DETROIT—In the second week of production after the coronavirus shutdown, the Detroit 3 aimed to find a balance: Keep factory floors from spreading infection while racing to fulfill orders from dealers desperate for inventory.
All three companies have had confirmed cases of the virus within their plants since they reopened May 18. But because of new guidance from the federal Centers for Disease Control and Prevention, in most cases, they have been able to disinfect affected areas with much shorter stoppages than anticipated.
With two weeks to see how everything was running again, the auto makers quickly had to decide whether to forgo the usual summer shutdowns to make up for some of the two months they were closed. The contractual deadline to notify the UAW of planned changes in their production calendars, such as canceling the summer break, is June 1.
The auto makers initially said they would shut down a plant for 24 hours to clean when a positive case of the virus was confirmed. But the CDC on May 22 said high-touch surfaces were not a primary means for the virus to spread. That has allowed production to be minimally disrupted.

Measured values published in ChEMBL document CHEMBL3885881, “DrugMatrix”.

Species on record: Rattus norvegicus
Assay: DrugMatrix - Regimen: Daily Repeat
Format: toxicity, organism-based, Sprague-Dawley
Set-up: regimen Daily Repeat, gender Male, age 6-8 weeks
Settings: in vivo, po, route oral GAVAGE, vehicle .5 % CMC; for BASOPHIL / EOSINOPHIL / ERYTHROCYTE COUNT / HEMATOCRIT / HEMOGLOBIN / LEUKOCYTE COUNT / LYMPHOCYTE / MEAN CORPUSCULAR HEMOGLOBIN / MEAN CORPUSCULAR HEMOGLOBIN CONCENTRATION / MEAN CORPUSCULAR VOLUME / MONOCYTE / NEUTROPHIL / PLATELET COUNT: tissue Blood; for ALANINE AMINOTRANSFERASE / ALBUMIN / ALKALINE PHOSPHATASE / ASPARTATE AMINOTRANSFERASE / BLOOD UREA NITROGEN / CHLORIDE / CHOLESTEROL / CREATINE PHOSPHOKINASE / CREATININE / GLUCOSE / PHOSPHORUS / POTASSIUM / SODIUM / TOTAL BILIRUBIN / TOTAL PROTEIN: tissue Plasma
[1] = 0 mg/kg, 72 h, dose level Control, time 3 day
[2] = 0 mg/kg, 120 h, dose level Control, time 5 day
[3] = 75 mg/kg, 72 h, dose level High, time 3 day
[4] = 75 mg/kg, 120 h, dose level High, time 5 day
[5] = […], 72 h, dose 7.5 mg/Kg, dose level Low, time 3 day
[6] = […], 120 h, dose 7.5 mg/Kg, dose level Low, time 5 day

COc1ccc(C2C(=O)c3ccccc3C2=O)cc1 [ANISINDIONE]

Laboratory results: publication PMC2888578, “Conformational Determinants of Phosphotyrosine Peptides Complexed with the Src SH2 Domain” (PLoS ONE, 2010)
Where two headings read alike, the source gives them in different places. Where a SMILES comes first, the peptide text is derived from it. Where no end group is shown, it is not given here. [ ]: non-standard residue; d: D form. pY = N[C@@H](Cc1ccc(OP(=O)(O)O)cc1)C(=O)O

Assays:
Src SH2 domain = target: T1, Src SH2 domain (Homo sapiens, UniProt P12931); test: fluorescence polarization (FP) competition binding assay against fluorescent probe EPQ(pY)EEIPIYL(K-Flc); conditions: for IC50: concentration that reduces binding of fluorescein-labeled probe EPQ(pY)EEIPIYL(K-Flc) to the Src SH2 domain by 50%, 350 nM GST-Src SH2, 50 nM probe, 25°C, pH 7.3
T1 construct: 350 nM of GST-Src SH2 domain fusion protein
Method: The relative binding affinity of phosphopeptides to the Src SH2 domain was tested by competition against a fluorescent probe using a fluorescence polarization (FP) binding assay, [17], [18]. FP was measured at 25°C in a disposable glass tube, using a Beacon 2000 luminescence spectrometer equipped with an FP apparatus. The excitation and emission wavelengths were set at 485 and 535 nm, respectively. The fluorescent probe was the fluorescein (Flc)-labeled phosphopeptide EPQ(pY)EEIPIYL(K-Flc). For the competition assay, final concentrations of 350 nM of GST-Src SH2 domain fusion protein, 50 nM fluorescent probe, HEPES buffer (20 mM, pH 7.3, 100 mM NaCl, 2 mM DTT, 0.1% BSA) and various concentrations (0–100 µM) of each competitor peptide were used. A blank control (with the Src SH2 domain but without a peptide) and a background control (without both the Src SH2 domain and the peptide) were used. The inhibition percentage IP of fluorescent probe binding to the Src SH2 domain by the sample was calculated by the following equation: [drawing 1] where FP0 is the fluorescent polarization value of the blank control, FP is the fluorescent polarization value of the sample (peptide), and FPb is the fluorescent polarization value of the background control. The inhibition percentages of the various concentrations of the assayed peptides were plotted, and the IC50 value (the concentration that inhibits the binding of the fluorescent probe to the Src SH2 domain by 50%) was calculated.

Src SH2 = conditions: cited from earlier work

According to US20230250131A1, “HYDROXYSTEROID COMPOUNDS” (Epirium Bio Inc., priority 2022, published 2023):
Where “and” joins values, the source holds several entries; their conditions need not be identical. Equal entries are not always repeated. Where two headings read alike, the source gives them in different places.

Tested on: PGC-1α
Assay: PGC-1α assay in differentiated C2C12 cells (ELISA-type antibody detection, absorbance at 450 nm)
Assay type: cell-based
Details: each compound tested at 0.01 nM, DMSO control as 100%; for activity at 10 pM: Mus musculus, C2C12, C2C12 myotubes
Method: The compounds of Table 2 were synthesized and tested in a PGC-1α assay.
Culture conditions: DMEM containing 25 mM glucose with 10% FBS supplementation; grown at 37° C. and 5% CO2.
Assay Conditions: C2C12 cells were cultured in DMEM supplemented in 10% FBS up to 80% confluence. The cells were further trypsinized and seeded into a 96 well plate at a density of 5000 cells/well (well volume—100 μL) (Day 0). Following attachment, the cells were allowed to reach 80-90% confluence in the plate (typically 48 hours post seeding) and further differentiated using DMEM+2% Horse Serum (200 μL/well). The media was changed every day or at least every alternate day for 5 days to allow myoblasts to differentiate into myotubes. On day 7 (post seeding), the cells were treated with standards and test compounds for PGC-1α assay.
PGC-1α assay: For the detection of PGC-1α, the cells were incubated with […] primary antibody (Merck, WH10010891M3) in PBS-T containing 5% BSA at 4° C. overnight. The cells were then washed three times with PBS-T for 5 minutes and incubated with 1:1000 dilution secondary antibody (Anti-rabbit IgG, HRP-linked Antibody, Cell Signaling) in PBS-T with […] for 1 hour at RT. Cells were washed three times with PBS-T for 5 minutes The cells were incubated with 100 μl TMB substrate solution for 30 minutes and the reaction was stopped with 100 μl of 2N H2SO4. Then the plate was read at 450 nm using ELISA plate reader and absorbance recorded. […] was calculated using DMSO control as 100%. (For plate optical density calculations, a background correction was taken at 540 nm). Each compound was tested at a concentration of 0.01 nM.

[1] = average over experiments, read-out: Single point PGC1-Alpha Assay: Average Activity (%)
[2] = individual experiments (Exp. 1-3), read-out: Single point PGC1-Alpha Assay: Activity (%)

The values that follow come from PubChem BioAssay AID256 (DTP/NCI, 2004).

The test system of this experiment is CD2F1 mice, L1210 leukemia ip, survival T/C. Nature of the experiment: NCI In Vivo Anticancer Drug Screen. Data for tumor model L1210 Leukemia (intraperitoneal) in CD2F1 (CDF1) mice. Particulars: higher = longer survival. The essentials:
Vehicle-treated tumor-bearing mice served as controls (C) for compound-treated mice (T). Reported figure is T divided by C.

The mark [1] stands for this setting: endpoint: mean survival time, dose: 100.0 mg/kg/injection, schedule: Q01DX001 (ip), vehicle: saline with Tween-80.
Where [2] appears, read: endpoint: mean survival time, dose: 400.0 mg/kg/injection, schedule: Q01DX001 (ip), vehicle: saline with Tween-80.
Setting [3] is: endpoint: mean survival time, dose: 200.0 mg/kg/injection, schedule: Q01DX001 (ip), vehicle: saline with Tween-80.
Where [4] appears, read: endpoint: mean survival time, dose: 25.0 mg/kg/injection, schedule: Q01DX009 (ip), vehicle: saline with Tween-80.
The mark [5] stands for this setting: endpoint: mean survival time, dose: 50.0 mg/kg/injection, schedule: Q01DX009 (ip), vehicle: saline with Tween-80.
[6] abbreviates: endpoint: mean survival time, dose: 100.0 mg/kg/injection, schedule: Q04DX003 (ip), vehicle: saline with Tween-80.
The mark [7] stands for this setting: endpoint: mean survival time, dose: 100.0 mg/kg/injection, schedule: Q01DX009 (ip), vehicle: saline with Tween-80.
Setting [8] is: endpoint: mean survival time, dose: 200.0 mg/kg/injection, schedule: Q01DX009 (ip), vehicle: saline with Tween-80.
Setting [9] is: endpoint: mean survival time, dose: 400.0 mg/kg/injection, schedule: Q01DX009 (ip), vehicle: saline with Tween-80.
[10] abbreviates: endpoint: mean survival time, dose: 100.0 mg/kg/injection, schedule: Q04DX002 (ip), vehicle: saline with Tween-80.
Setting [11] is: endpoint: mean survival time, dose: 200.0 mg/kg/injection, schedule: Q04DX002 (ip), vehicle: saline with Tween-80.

Still, the UAW continues to advocate for mass testing within the plants.
"We're pushing for as much testing as possible right now, and when it is available, we want full testing," UAW spokesman Brian Rothenberg told Automotive News.
"Our health and safety committees, as well as the union from the local level to the international, are being very vigilant about making sure that protocols are being followed, that we're sharing best practices," he said. "We're looking at any enhancements we can get as they come online to protect our members. Their health and safety is our first priority."